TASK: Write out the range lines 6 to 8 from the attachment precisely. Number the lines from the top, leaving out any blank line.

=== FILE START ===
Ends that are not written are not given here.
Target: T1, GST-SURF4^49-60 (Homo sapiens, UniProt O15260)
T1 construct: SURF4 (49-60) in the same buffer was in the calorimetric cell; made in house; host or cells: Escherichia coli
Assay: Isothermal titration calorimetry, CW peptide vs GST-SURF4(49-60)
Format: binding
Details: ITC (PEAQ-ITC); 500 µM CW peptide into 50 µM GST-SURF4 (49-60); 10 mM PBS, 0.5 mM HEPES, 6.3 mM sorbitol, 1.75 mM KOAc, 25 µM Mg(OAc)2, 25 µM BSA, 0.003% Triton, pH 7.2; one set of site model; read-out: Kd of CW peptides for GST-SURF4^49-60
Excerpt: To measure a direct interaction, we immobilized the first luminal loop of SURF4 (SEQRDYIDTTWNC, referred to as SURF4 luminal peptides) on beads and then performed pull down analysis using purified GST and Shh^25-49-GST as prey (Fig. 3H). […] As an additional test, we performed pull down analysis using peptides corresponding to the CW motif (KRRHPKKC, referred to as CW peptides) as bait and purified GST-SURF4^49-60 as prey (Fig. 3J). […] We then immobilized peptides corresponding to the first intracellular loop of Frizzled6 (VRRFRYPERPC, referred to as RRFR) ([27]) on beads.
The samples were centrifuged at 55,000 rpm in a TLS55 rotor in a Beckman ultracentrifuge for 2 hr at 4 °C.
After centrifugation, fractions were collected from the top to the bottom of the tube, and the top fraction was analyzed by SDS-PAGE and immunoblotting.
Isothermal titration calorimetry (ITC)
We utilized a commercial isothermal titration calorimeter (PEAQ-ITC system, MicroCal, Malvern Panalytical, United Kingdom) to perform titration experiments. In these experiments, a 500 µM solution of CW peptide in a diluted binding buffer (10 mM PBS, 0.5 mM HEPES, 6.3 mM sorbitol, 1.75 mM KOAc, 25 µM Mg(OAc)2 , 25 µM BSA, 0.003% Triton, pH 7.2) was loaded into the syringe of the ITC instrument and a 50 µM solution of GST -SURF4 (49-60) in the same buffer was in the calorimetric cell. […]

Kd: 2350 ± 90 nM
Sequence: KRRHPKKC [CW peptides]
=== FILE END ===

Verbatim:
Details: ITC (PEAQ-ITC); 500 µM CW peptide into 50 µM GST-SURF4 (49-60); 10 mM PBS, 0.5 mM HEPES, 6.3 mM sorbitol, 1.75 mM KOAc, 25 µM Mg(OAc)2, 25 µM BSA, 0.003% Triton, pH 7.2; one set of site model; read-out: Kd of CW peptides for GST-SURF4^49-60
Excerpt: To measure a direct interaction, we immobilized the first luminal loop of SURF4 (SEQRDYIDTTWNC, referred to as SURF4 luminal peptides) on beads and then performed pull down analysis using purified GST and Shh^25-49-GST as prey (Fig. 3H). […] As an additional test, we performed pull down analysis using peptides corresponding to the CW motif (KRRHPKKC, referred to as CW peptides) as bait and purified GST-SURF4^49-60 as prey (Fig. 3J). […] We then immobilized peptides corresponding to the first intracellular loop of Frizzled6 (VRRFRYPERPC, referred to as RRFR) ([27]) on beads.
The samples were centrifuged at 55,000 rpm in a TLS55 rotor in a Beckman ultracentrifuge for 2 hr at 4 °C.